BEIJING, May 30 (UPI) -- Parts of China's Inner Mongolia region remain under tight security after the government announced it will put a Chinese miner on trial for allegedly killing a Mongolian man.
Ethnic Mongolians continue to gather and protest the death of the man who died during a protest at a mine two weeks ago.
Chinese authorities have been increasing police and paramilitary forces in the region since May 10 when a 35-year-old herdsman trying to protect his land was allegedly run down and killed by an ethnically Han Chinese van driver.
Police said they also have another suspect in custody in the death of the herdsman.
The incidents have exacerbated tensions between ethnic Mongolians, who make up 20 percent of the population of 25 million. They're concerned that their culture and nomadic way of life is under threat by the growing number of Han Chinese moving into the region.
Police armed with batons are reportedly posted at the main square in Hohhot, capital of the Inner Mongolian Autonomous Region, and aren't allowing people access to the public area.
Armed police also have taken up positions in some universities and high schools to check papers and are turning some people away.
The government disrupted access to the Internet and closed Internet cafes in a move that some critics claim is similar to martial law.
"Chinese authorities have declared martial law in major cities of the Mongolian region including Hohhot, Tongliao, Ulaanhad (Chifing in Chinese) and Dongsheng in the face of mass protests by students and herders," a statement on the Web site of the Southern Mongolian Human Rights Information Center in New York, said.
"Tight security has been imposed as the authorities attempt to quash any protest and unrest," the statement said.
Access to the region is limited but a local resident told the BBC the Mongolian culture is under threat.
"In the past Mongolian herdsmen seldom held protests but now they are rising up because the damage to the grassland is so serious, plus the desertification, lack of rain that it is becoming intolerable," said the resident, who unnamed.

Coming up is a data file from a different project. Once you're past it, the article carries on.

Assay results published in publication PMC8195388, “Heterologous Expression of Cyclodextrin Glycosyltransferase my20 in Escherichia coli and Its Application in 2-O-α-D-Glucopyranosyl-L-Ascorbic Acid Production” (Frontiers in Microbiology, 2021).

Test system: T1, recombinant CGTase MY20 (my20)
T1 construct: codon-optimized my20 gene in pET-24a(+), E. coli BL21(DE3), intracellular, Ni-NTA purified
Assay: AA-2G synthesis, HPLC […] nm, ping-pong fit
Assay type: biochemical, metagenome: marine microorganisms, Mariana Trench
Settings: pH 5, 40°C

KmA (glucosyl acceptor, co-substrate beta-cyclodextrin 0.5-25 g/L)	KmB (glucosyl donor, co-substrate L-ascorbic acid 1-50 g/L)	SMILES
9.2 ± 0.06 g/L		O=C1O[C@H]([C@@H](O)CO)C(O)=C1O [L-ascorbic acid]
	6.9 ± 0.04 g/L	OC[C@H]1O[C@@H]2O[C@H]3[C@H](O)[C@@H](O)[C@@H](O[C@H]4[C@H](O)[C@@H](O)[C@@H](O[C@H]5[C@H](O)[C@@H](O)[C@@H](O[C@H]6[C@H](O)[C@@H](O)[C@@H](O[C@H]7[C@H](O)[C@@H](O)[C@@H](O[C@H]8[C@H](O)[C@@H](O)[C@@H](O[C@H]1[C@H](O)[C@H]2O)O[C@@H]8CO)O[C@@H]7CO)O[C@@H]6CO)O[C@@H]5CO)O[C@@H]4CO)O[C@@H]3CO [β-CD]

The BBC also reported that references to the demonstrations are being taken down from Internet sites.
Almas Sharnud, an activist in Tongliao, speaking to SMHRIC by phone, said plainclothes security men are more apparent on the streets.
"I have been put under home confinement and if I want to go out I must get approval," he said. "Two security personnel follow me publicly when I go out. Several friends told me that on the morning of May 28 hundreds of Mongols gathered near the Sharmurun Square but reportedly they were immediately dispersed by the army deployed from the Shen Yang Military District."
"There are increasing conflicts between herders and miners as the authorities open up more mines in the grasslands to meet their goal of turning Inner Mongolia into the nation's energy base."
In the past decade, Inner Mongolia has become China's leading producer of coal and rare earth elements. But this has produced disquiet among the generally peaceful population who fear their way of life -- and their traditional grassland environment -- is changing forever, SMHRIC said.
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